“Walter Crowley’s memory is proof that politics represents truth and good will.”
–Council Member Walter McCaffrey
This playground is named for New York City Council Member Walter H. Crowley (1932-1985). Born on July 20, 1932 in Jackson Heights, Queens, Crowley attended St. Mary’s Catholic Grammar School, Grover Cleveland High School, and St. John’s University. Graduating from St. John’s University School of Law in 1957, Crowley served first in the National Guard for six months, and then with the United States Army Reserve from 1958 to 1964. He also served as a trustee of the City University of New York from 1976 to 1980.
In 1982, Crowley was elected Democratic Leader of the thirtieth district, and in 1984, he was chosen to be a delegate at the 1984 Democratic Convention. On January 9, 1985, another democratic politician, Thomas Manton, resigned from the City Council after he had been elected to the congressional seat vacated by Geraldine Ferraro when she ran for Vice President in 1984. Crowley was appointed to complete Manton’s term, and although he was only in office for a short time, Crowley served his district well. He started a 24-hour help hotline for constituents, protested with the parents of P.S. 91 students against the Board of Education’s use of bituminous coal, and led the fight against the proposed homeless shelters in Maspeth and Long Island City. In his short time in the City Council, Crowley earned respect and popularity with his ready smile and wit.
Outside his professional sphere, Crowley was also a member of many organizations: the Catholic Lawyers Guild of Queens County, the New York Bar Association, the Champlain Council of the Knights of Columbus, the Maspeth Democratic Club, and the Ancient Order of the Hibernians. He was married to his wife, Mary Childs Crowley, for decades and they had fifteen children, twelve daughters and three sons. In early September 1985, Crowley won a hard fought primary election for the Democratic nomination in the 21st District, but died on September 24, 1985 of cancer. His wife was later appointed to complete his term.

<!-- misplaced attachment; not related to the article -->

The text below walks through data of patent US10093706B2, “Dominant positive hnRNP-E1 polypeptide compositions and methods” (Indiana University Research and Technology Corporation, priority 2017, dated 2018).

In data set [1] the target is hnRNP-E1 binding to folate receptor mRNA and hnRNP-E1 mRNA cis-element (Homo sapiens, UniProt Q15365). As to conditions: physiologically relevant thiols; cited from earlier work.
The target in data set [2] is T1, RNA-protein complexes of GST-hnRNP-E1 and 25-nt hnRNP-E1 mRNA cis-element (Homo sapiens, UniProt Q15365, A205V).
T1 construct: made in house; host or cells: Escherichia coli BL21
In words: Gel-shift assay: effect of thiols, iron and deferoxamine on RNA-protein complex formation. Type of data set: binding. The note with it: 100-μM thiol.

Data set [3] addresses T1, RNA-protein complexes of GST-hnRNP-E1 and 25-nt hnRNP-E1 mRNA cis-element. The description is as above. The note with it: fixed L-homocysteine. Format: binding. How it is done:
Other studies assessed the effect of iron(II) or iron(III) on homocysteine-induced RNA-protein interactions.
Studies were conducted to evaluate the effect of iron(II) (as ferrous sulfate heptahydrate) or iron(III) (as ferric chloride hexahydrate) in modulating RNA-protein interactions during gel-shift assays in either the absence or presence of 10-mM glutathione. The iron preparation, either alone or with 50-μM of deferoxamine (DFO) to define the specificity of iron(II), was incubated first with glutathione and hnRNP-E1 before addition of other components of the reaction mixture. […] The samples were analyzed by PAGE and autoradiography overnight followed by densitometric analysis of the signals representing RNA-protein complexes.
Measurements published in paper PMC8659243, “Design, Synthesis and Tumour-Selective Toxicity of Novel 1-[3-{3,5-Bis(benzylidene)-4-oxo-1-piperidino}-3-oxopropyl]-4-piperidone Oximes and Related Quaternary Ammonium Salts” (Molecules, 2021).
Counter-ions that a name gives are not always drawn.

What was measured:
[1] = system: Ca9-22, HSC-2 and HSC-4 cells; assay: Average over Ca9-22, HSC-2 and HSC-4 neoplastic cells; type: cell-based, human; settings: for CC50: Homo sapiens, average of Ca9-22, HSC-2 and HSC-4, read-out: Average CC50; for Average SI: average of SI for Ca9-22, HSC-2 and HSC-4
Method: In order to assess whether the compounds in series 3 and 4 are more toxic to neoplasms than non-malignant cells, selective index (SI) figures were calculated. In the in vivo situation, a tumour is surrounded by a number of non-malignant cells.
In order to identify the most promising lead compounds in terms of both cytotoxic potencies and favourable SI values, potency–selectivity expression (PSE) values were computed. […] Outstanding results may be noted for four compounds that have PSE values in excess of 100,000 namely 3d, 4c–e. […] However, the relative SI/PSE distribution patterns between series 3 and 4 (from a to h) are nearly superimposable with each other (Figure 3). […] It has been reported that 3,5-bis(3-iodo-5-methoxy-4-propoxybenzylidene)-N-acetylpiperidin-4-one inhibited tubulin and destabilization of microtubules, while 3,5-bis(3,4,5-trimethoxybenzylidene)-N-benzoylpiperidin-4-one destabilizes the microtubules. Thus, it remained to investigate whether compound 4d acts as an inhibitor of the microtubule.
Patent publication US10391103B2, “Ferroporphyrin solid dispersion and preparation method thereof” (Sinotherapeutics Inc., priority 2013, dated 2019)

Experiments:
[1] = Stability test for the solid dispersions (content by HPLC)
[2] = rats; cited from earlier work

The City acquired the land that is now Crowley Playground by condemnation in two parcels, on December 29, 1953 and May 5, 1957. Both parcels were acquired as street land for the Queens-Midtown Expressway but were transferred to Parks to be used as parkland. Bounded by the Queens-Midtown Expressway, 57th Avenue, 82nd and 84th Streets, Crowley Playground serves as a recreational facility to the residents of Elmhurst, Queens. It is equipped with several basketball and handball courts, two jungle gyms, swings, benches, game tables, trees, a comfort station, a water fountain, and a yardarm that flies the American, City of New York, and Parks flags.
During the summer of 1985, the playground underwent a $6,000 rehabilitation through the Neighborhood Parks Restoration Program. New concrete pavements were installed, twenty-nine benches were repaired, the comfort station was renovated, and the trees and shrubs were pruned. On May 23, 1986, Parks Commissioner Stern hosted a ribbon-cutting dedication and renaming ceremony at Crowley Playground.